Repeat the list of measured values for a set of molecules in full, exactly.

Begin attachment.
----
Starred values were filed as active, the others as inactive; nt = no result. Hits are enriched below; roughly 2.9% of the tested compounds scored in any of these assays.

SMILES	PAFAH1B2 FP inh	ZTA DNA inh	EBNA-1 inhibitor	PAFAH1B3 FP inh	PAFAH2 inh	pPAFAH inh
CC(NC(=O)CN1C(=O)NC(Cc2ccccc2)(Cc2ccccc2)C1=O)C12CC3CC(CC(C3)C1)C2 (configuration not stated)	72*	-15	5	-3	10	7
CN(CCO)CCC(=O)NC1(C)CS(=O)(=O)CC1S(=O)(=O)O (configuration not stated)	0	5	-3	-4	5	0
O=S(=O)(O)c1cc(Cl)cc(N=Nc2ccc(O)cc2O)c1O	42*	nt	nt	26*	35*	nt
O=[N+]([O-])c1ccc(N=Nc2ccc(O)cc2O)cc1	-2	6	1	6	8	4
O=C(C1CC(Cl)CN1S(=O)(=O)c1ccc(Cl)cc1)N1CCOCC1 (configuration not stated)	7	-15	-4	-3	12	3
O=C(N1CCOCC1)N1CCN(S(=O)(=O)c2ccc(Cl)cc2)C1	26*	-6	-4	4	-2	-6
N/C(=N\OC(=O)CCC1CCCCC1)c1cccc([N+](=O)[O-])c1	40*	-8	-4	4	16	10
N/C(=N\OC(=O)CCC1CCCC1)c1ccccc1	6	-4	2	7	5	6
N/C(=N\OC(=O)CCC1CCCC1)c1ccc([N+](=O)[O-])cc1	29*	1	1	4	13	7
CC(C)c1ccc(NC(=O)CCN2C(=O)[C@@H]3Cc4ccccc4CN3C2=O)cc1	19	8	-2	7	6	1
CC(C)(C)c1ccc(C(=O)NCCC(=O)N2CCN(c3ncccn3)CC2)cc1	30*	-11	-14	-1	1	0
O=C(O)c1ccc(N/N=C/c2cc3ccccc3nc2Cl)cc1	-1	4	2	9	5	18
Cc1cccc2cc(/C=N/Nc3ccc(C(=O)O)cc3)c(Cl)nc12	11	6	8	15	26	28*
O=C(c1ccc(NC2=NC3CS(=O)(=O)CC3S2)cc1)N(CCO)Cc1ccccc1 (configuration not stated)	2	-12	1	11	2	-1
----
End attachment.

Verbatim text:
Starred values were filed as active, the others as inactive; nt = no result. Hits are enriched below; roughly 2.9% of the tested compounds scored in any of these assays.

SMILES	PAFAH1B2 FP inh	ZTA DNA inh	EBNA-1 inhibitor	PAFAH1B3 FP inh	PAFAH2 inh	pPAFAH inh
CC(NC(=O)CN1C(=O)NC(Cc2ccccc2)(Cc2ccccc2)C1=O)C12CC3CC(CC(C3)C1)C2 (configuration not stated)	72*	-15	5	-3	10	7
CN(CCO)CCC(=O)NC1(C)CS(=O)(=O)CC1S(=O)(=O)O (configuration not stated)	0	5	-3	-4	5	0
O=S(=O)(O)c1cc(Cl)cc(N=Nc2ccc(O)cc2O)c1O	42*	nt	nt	26*	35*	nt
O=[N+]([O-])c1ccc(N=Nc2ccc(O)cc2O)cc1	-2	6	1	6	8	4
O=C(C1CC(Cl)CN1S(=O)(=O)c1ccc(Cl)cc1)N1CCOCC1 (configuration not stated)	7	-15	-4	-3	12	3
O=C(N1CCOCC1)N1CCN(S(=O)(=O)c2ccc(Cl)cc2)C1	26*	-6	-4	4	-2	-6
N/C(=N\OC(=O)CCC1CCCCC1)c1cccc([N+](=O)[O-])c1	40*	-8	-4	4	16	10
N/C(=N\OC(=O)CCC1CCCC1)c1ccccc1	6	-4	2	7	5	6
N/C(=N\OC(=O)CCC1CCCC1)c1ccc([N+](=O)[O-])cc1	29*	1	1	4	13	7
CC(C)c1ccc(NC(=O)CCN2C(=O)[C@@H]3Cc4ccccc4CN3C2=O)cc1	19	8	-2	7	6	1
CC(C)(C)c1ccc(C(=O)NCCC(=O)N2CCN(c3ncccn3)CC2)cc1	30*	-11	-14	-1	1	0
O=C(O)c1ccc(N/N=C/c2cc3ccccc3nc2Cl)cc1	-1	4	2	9	5	18
Cc1cccc2cc(/C=N/Nc3ccc(C(=O)O)cc3)c(Cl)nc12	11	6	8	15	26	28*
O=C(c1ccc(NC2=NC3CS(=O)(=O)CC3S2)cc1)N(CCO)Cc1ccccc1 (configuration not stated)	2	-12	1	11	2	-1